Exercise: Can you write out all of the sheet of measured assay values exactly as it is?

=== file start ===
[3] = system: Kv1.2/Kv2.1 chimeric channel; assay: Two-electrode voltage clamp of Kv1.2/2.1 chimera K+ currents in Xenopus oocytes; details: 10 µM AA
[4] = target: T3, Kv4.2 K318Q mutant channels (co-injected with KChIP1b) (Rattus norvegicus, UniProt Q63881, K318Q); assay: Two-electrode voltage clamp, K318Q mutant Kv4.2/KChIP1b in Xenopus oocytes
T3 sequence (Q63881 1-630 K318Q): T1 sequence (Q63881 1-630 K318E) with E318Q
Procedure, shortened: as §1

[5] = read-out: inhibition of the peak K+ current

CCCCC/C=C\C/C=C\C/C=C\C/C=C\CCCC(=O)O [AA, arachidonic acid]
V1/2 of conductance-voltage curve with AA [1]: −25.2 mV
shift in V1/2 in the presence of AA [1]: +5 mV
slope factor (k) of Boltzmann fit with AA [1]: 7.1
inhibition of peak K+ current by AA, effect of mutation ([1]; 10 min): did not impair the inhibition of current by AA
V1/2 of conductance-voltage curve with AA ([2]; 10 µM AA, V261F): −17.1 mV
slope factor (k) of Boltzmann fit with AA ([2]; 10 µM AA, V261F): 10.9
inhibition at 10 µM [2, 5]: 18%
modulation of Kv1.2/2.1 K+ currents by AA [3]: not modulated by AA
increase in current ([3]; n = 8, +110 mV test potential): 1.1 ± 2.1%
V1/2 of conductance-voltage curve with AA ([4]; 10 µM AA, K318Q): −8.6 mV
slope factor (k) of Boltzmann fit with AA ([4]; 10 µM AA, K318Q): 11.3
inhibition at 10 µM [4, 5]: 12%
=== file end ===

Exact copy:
[3] = system: Kv1.2/Kv2.1 chimeric channel; assay: Two-electrode voltage clamp of Kv1.2/2.1 chimera K+ currents in Xenopus oocytes; details: 10 µM AA
[4] = target: T3, Kv4.2 K318Q mutant channels (co-injected with KChIP1b) (Rattus norvegicus, UniProt Q63881, K318Q); assay: Two-electrode voltage clamp, K318Q mutant Kv4.2/KChIP1b in Xenopus oocytes
T3 sequence (Q63881 1-630 K318Q): T1 sequence (Q63881 1-630 K318E) with E318Q
Procedure, shortened: as §1

[5] = read-out: inhibition of the peak K+ current

CCCCC/C=C\C/C=C\C/C=C\C/C=C\CCCC(=O)O [AA, arachidonic acid]
V1/2 of conductance-voltage curve with AA [1]: −25.2 mV
shift in V1/2 in the presence of AA [1]: +5 mV
slope factor (k) of Boltzmann fit with AA [1]: 7.1
inhibition of peak K+ current by AA, effect of mutation ([1]; 10 min): did not impair the inhibition of current by AA
V1/2 of conductance-voltage curve with AA ([2]; 10 µM AA, V261F): −17.1 mV
slope factor (k) of Boltzmann fit with AA ([2]; 10 µM AA, V261F): 10.9
inhibition at 10 µM [2, 5]: 18%
modulation of Kv1.2/2.1 K+ currents by AA [3]: not modulated by AA
increase in current ([3]; n = 8, +110 mV test potential): 1.1 ± 2.1%
V1/2 of conductance-voltage curve with AA ([4]; 10 µM AA, K318Q): −8.6 mV
slope factor (k) of Boltzmann fit with AA ([4]; 10 µM AA, K318Q): 11.3
inhibition at 10 µM [4, 5]: 12%